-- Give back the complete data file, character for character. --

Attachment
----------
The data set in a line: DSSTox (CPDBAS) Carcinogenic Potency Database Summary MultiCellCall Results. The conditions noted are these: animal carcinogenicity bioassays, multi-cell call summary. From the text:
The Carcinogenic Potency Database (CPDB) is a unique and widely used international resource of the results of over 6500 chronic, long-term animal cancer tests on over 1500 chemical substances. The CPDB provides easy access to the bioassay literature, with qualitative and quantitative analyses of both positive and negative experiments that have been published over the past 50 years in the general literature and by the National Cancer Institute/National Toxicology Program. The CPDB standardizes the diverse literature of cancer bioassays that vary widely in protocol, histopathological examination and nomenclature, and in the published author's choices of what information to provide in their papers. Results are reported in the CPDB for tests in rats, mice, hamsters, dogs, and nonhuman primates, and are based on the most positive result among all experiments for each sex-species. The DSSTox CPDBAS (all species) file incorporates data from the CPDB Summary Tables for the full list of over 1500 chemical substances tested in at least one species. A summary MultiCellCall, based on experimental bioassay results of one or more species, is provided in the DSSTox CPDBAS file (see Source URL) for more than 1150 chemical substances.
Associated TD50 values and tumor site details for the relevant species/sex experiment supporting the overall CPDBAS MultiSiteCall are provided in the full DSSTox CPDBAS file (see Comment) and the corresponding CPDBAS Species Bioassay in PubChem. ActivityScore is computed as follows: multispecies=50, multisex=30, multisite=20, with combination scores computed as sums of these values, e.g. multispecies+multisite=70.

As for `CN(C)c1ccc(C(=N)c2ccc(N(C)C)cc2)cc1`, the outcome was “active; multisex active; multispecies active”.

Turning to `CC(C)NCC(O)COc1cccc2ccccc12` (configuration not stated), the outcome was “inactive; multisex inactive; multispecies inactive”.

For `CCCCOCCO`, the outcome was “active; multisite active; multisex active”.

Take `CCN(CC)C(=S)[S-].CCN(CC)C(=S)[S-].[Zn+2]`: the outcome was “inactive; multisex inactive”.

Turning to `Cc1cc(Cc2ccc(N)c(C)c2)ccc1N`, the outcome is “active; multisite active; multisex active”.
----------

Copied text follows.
The data set in a line: DSSTox (CPDBAS) Carcinogenic Potency Database Summary MultiCellCall Results. The conditions noted are these: animal carcinogenicity bioassays, multi-cell call summary. From the text:
The Carcinogenic Potency Database (CPDB) is a unique and widely used international resource of the results of over 6500 chronic, long-term animal cancer tests on over 1500 chemical substances. The CPDB provides easy access to the bioassay literature, with qualitative and quantitative analyses of both positive and negative experiments that have been published over the past 50 years in the general literature and by the National Cancer Institute/National Toxicology Program. The CPDB standardizes the diverse literature of cancer bioassays that vary widely in protocol, histopathological examination and nomenclature, and in the published author's choices of what information to provide in their papers. Results are reported in the CPDB for tests in rats, mice, hamsters, dogs, and nonhuman primates, and are based on the most positive result among all experiments for each sex-species. The DSSTox CPDBAS (all species) file incorporates data from the CPDB Summary Tables for the full list of over 1500 chemical substances tested in at least one species. A summary MultiCellCall, based on experimental bioassay results of one or more species, is provided in the DSSTox CPDBAS file (see Source URL) for more than 1150 chemical substances.
Associated TD50 values and tumor site details for the relevant species/sex experiment supporting the overall CPDBAS MultiSiteCall are provided in the full DSSTox CPDBAS file (see Comment) and the corresponding CPDBAS Species Bioassay in PubChem. ActivityScore is computed as follows: multispecies=50, multisex=30, multisite=20, with combination scores computed as sums of these values, e.g. multispecies+multisite=70.

As for `CN(C)c1ccc(C(=N)c2ccc(N(C)C)cc2)cc1`, the outcome was “active; multisex active; multispecies active”.

Turning to `CC(C)NCC(O)COc1cccc2ccccc12` (configuration not stated), the outcome was “inactive; multisex inactive; multispecies inactive”.

For `CCCCOCCO`, the outcome was “active; multisite active; multisex active”.

Take `CCN(CC)C(=S)[S-].CCN(CC)C(=S)[S-].[Zn+2]`: the outcome was “inactive; multisex inactive”.

Turning to `Cc1cc(Cc2ccc(N)c(C)c2)ccc1N`, the outcome is “active; multisite active; multisex active”.